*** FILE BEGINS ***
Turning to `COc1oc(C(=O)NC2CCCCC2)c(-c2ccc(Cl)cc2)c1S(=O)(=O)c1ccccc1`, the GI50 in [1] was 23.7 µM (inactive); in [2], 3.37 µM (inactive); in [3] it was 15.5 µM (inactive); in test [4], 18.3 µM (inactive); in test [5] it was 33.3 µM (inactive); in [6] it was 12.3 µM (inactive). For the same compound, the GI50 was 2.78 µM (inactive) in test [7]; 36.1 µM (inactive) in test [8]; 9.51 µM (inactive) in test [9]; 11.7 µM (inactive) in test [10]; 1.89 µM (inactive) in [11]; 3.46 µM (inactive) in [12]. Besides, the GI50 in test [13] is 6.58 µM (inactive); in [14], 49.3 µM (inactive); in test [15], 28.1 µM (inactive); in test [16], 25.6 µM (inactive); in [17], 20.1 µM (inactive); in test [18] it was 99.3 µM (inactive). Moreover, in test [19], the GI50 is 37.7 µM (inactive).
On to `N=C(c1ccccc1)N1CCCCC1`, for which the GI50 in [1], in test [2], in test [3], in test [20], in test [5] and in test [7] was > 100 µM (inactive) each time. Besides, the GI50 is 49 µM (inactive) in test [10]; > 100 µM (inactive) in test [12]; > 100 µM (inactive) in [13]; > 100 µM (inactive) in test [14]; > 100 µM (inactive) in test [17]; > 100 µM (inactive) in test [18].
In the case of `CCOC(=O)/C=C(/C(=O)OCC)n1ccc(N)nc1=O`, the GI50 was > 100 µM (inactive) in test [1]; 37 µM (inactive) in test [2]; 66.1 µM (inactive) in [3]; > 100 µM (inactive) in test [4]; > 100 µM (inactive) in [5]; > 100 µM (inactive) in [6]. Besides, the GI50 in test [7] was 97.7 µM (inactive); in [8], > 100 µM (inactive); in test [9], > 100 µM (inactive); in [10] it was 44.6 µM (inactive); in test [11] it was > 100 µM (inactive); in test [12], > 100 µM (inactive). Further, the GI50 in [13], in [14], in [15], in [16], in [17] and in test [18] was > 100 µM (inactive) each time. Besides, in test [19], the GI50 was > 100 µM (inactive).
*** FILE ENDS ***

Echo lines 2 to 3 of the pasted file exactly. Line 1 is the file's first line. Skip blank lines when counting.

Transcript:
On to `N=C(c1ccccc1)N1CCCCC1`, for which the GI50 in [1], in test [2], in test [3], in test [20], in test [5] and in test [7] was > 100 µM (inactive) each time. Besides, the GI50 is 49 µM (inactive) in test [10]; > 100 µM (inactive) in test [12]; > 100 µM (inactive) in [13]; > 100 µM (inactive) in test [14]; > 100 µM (inactive) in test [17]; > 100 µM (inactive) in test [18].
In the case of `CCOC(=O)/C=C(/C(=O)OCC)n1ccc(N)nc1=O`, the GI50 was > 100 µM (inactive) in test [1]; 37 µM (inactive) in test [2]; 66.1 µM (inactive) in [3]; > 100 µM (inactive) in test [4]; > 100 µM (inactive) in [5]; > 100 µM (inactive) in [6]. Besides, the GI50 in test [7] was 97.7 µM (inactive); in [8], > 100 µM (inactive); in test [9], > 100 µM (inactive); in [10] it was 44.6 µM (inactive); in test [11] it was > 100 µM (inactive); in test [12], > 100 µM (inactive). Further, the GI50 in [13], in [14], in [15], in [16], in [17] and in test [18] was > 100 µM (inactive) each time. Besides, in test [19], the GI50 was > 100 µM (inactive).